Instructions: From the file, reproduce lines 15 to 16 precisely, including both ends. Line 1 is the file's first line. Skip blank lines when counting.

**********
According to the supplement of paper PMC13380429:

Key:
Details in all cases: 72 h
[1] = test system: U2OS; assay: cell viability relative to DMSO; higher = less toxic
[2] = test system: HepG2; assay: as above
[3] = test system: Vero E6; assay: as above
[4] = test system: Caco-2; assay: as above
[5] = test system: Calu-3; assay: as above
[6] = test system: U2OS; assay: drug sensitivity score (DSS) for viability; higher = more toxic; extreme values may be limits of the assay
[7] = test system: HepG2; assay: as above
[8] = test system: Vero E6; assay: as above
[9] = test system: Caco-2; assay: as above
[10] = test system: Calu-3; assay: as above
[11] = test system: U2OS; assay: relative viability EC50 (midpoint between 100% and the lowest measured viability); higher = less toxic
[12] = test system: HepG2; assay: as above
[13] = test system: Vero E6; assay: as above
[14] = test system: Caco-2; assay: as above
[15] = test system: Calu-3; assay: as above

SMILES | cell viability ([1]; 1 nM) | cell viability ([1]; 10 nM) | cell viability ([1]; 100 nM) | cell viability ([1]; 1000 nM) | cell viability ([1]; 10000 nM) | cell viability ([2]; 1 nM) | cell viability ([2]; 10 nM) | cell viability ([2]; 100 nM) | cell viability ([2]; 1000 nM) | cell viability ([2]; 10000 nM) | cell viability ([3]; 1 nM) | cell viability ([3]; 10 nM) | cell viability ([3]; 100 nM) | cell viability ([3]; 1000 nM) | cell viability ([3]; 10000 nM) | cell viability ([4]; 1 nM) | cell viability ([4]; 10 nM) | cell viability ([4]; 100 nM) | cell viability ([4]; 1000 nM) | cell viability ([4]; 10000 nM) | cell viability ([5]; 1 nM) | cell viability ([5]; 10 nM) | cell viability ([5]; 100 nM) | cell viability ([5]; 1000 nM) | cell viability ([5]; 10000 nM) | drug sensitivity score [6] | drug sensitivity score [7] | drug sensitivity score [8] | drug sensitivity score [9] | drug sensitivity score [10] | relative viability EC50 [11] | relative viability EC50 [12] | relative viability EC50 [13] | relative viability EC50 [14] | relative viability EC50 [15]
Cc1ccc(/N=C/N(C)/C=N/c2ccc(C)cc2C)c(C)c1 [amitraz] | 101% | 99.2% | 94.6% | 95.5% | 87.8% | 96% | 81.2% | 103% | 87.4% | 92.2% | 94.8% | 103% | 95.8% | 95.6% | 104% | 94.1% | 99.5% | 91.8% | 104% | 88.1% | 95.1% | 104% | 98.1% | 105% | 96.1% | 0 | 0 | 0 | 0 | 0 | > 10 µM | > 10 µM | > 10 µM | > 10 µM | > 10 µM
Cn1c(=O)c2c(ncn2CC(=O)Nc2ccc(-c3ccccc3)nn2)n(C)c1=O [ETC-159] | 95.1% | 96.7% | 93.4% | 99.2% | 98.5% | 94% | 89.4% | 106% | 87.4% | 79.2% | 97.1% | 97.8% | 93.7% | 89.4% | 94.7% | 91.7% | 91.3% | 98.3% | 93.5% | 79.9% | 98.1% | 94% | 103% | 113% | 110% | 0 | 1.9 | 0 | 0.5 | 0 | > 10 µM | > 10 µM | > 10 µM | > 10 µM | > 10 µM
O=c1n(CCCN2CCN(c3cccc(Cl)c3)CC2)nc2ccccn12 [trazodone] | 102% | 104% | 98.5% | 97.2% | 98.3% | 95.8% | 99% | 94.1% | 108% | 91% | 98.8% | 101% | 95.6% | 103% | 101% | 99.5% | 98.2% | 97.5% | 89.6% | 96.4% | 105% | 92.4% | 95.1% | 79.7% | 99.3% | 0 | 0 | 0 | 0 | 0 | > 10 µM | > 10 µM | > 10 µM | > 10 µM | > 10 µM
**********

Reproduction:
[12] = test system: HepG2; assay: as above
[13] = test system: Vero E6; assay: as above